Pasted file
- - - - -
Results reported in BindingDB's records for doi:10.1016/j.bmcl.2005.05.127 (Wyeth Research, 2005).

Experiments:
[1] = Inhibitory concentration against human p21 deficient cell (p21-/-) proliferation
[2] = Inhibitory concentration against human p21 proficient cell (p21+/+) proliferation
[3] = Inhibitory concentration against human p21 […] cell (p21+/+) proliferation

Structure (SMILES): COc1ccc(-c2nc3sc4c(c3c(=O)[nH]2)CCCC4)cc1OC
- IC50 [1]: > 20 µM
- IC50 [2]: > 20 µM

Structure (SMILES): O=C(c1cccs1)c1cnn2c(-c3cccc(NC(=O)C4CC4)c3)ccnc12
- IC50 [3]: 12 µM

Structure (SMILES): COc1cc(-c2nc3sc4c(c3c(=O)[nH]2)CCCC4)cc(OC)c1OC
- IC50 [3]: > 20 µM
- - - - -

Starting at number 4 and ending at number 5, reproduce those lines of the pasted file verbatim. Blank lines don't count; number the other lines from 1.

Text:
[2] = Inhibitory concentration against human p21 proficient cell (p21+/+) proliferation
[3] = Inhibitory concentration against human p21 […] cell (p21+/+) proliferation